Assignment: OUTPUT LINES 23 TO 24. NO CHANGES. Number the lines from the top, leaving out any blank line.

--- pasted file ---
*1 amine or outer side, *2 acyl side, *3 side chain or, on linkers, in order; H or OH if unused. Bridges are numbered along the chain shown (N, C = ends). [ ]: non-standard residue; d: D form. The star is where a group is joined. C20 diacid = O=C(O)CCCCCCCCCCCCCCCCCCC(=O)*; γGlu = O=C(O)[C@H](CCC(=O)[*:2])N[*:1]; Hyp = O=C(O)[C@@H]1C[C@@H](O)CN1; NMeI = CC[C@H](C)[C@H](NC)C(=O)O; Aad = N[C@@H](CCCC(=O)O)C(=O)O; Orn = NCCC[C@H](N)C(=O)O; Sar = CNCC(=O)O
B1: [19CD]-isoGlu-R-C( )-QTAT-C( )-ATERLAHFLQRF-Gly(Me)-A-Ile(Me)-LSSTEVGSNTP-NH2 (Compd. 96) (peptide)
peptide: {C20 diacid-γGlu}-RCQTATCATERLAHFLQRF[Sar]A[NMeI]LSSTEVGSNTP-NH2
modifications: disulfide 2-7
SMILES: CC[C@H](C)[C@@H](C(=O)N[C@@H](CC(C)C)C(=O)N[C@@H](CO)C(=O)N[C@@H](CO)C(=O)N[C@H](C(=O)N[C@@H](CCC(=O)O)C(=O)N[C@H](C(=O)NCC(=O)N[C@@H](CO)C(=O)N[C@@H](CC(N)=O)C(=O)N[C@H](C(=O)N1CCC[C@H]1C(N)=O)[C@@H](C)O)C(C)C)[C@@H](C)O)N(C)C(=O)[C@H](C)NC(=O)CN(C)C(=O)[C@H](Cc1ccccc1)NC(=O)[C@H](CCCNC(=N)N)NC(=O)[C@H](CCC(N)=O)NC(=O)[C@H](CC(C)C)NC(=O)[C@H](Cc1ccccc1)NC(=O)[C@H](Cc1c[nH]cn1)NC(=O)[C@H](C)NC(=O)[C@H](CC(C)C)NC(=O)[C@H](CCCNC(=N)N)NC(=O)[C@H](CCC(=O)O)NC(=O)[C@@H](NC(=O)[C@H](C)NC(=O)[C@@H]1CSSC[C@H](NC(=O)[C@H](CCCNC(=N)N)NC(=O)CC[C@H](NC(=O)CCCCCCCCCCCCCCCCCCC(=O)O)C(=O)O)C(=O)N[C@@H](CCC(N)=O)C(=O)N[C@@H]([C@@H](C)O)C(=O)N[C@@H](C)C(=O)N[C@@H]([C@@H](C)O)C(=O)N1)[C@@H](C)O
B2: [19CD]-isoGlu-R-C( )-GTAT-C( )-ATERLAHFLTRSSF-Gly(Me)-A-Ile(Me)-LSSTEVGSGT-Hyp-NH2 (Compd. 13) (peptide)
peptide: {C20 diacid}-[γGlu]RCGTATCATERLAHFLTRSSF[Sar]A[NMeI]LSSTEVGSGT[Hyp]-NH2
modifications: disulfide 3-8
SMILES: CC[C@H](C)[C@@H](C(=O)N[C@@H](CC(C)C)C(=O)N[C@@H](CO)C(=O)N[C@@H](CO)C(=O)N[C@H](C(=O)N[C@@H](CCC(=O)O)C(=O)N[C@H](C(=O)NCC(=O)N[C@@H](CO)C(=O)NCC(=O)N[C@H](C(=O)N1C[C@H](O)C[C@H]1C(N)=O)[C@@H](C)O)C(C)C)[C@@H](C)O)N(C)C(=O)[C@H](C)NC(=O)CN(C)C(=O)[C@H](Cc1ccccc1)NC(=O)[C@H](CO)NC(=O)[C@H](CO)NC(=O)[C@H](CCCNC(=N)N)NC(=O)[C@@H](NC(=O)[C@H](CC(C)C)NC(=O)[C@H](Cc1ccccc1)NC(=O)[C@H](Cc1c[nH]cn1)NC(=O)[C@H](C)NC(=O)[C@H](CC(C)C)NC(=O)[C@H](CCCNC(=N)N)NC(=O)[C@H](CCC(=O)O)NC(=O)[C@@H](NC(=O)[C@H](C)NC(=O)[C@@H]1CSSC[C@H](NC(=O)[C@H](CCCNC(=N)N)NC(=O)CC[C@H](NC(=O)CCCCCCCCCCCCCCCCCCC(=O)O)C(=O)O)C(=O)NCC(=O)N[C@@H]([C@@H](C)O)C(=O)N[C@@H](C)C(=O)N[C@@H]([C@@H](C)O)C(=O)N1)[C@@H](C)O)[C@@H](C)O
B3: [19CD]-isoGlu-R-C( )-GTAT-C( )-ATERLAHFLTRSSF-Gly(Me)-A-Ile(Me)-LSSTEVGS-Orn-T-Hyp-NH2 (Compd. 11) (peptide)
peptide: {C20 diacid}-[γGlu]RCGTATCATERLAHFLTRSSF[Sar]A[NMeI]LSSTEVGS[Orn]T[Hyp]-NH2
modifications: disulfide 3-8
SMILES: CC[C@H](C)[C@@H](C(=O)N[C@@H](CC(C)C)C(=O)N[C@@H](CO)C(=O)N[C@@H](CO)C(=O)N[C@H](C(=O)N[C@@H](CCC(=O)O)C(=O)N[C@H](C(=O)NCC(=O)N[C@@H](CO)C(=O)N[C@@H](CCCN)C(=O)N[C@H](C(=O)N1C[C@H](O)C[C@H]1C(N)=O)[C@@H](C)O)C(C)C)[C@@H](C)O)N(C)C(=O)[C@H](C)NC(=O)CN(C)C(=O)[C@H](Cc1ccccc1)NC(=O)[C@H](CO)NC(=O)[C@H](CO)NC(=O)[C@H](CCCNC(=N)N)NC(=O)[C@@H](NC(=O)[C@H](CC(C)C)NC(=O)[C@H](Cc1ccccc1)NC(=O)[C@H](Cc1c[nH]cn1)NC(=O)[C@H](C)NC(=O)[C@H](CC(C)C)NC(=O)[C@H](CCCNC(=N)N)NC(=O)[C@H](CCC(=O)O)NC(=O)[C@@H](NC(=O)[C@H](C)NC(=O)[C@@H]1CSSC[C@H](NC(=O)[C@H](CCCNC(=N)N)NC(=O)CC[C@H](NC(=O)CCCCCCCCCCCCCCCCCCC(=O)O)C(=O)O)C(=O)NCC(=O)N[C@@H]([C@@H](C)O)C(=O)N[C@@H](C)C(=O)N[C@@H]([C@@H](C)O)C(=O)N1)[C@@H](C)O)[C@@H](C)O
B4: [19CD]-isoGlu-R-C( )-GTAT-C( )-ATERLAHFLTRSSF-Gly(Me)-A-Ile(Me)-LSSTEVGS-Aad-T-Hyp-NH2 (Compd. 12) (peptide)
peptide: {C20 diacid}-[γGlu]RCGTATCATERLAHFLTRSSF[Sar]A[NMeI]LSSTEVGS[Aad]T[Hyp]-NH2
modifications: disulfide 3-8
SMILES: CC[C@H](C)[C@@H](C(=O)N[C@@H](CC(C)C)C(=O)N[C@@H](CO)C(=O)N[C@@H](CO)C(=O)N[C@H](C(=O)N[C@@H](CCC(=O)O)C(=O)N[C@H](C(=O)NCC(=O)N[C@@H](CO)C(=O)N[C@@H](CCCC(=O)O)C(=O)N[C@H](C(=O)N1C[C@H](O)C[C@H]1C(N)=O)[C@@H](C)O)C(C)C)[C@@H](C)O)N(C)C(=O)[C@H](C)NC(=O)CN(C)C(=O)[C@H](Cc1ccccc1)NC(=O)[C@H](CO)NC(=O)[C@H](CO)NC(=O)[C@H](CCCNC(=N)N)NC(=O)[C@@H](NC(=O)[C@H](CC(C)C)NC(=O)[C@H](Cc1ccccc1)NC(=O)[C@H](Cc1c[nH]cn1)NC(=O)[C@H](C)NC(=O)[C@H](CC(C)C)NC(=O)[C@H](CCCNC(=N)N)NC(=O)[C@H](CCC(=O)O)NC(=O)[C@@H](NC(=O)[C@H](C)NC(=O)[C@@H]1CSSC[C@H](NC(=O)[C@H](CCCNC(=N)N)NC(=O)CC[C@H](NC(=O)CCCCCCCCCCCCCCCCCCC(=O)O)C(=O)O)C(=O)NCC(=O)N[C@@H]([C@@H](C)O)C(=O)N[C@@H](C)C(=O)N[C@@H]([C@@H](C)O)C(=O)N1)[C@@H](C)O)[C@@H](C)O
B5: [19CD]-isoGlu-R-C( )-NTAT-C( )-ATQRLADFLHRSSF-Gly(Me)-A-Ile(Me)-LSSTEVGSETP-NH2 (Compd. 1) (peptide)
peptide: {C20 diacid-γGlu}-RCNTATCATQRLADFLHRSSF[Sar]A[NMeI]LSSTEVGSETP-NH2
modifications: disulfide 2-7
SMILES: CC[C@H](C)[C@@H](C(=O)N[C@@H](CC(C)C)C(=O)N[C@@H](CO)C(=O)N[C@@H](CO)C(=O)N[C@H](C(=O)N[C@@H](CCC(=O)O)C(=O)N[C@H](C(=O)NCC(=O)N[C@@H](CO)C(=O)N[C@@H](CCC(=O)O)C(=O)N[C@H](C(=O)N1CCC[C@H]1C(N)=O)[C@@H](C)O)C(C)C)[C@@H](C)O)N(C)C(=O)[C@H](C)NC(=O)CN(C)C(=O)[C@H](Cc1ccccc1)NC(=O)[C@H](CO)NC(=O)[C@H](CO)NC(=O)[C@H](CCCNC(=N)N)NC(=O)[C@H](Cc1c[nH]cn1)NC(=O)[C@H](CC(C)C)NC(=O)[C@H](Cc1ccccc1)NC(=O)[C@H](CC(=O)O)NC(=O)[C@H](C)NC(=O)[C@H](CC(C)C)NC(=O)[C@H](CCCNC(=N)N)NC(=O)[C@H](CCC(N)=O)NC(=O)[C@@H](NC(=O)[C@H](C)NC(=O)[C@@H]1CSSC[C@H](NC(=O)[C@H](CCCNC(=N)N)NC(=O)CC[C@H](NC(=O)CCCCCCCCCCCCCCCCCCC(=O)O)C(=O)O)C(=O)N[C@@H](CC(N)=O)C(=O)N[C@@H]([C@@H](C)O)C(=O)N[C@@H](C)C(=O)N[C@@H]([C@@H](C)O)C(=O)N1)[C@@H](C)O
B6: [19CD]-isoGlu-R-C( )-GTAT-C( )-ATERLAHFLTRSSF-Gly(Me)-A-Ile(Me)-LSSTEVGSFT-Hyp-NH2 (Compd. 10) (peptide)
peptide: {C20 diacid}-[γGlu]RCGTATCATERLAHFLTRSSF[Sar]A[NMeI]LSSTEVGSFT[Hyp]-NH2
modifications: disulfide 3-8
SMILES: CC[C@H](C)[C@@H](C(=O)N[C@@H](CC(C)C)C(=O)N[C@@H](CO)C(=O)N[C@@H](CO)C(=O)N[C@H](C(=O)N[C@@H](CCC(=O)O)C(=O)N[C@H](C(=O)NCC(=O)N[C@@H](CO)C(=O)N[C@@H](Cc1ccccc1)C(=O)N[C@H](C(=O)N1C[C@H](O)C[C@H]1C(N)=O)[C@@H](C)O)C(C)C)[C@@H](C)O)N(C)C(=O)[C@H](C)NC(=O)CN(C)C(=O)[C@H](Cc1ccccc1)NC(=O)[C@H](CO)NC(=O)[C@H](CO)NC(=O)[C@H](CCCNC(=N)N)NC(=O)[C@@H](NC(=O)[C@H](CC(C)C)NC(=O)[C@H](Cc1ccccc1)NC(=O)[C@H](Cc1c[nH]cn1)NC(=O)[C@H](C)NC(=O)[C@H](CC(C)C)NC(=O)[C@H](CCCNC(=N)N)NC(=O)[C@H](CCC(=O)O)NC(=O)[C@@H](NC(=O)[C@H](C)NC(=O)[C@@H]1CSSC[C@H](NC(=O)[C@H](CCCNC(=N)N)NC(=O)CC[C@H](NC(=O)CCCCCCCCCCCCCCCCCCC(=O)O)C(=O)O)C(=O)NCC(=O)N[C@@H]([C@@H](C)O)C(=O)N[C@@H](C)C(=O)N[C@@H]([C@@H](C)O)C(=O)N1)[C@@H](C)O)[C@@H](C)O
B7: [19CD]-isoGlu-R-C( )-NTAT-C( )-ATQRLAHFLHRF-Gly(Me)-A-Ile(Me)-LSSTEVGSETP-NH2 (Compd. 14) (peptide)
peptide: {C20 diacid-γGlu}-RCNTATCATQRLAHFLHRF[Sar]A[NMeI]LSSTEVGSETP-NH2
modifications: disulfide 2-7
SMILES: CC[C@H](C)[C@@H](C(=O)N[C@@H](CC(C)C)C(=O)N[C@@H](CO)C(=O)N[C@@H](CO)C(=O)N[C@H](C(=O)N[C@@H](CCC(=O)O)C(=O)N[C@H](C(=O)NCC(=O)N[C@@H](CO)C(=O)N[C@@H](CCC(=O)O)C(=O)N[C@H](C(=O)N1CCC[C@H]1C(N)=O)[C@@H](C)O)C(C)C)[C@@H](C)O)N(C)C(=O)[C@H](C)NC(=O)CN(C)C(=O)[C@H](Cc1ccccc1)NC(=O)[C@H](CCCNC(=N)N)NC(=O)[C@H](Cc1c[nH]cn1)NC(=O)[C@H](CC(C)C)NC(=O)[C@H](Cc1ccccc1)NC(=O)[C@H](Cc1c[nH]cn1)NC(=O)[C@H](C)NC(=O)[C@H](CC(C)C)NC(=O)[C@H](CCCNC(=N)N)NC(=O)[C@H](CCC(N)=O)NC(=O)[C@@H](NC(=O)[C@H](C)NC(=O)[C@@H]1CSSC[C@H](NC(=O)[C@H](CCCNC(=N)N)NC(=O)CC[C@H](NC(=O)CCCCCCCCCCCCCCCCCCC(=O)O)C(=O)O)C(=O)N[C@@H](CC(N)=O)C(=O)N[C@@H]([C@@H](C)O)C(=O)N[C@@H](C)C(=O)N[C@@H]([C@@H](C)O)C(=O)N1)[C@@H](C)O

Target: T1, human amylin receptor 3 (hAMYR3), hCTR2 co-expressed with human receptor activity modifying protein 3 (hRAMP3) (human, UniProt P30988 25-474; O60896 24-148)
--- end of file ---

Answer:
peptide: {C20 diacid}-[γGlu]RCGTATCATERLAHFLTRSSF[Sar]A[NMeI]LSSTEVGSFT[Hyp]-NH2
modifications: disulfide 3-8